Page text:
I AM and I will

Posted on Posted in Exodus

At the end of chapter 5, Moses accused God of being evil for letting His people suffer and not acting on their behalf. Now in chapter 6, God reminds Moses who He is and what He is about to do. At this point, Moses and the people have their eyes fixed on their present distress, rather than on God’s past faithfulness and future promises. 

God does for them what God does for all of us. He brings remembrance to their minds and comfort to their hearts. He does this by using a series of first person pronouns, to get the people to focus on Him, rather than on themselves.

First, God helped Moses catch a glimpse of the future saying, “Now you shall see what I will do to Pharaoh, and with a strong hand he will drive them out of his land” (Exodus 6:1)., Secondly, God reminded Moses of the past, “I am the Lord. I appeared to Abraham, to Isaac, and to Jacob, as God Almighty, but by my name the Lord I did not make myself known to them. I also established my covenant with them to give them the land of Canaan…” (Exodus 6:2-4).

Thirdly, God brought Moses back to the present by saying, “Moreover, I have heard the groaning of the people of Israel whom the Egyptians hold as slaves, and I have remembered my covenant.” (Exodus 6:5).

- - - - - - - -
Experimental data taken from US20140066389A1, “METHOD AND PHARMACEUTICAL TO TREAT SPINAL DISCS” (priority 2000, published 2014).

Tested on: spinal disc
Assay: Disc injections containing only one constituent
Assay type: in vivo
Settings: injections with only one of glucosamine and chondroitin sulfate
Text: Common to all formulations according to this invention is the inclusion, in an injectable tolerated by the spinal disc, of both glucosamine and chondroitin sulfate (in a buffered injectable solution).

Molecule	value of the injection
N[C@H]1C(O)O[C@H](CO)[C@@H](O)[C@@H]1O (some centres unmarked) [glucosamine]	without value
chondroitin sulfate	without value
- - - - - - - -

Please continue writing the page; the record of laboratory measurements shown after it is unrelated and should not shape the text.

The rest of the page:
Now with a new perspective of both the past and future, Moses is told to go and tell the people all that God is about to do for them in the present, and again Moses is told to use first person pronouns when relaying His message. God said to tell them, “I am the Lord, “I will bring you out”, “I will redeem you”, “I will take you as my people”, “I will be your God”, “I will bring you into the land”, “I am the Lord” (Exodus 6:6-8).

Once again, God’s people couldn’t raise their heads or hearts high enough to see over their current troubles, to catch a vision for what God was going to do in the future through them. Instead, the people disbelieve God because of their hard burdens, and Moses doubts his own abilities because of his past failures. Despite their lack of hope for the future, God promised them good that they could not see yet, but soon would realize.

We are now seeing that we are gazing into a mirror and looking at our own reflection. How often do we forget the faithfulness of God in the past or His good promises for the future, because the present is pressing or closing in on us? Are we not like Israel who disbelieved God, and like Moses who disbelieved in himself?

Just as God had to rescue Israel’s mind through first personal pronouns, He must also do the same for us. He must remind us of what He has done in our past and what He will do in our future, no matter how far away that seems right now.
So raise your head up dear child. Your Heavenly Father is bigger than your present, and His victory for you might be closer than you could even imagine. For He who has been faithful to you in the past, will remain faithful to you in the present as well. 

After all, He has already promised you a future, and if you read forward to chapter 12 of Exodus you will find God always keeps His promises to His people. 

The Time Bro. Kory was very afraid! (2)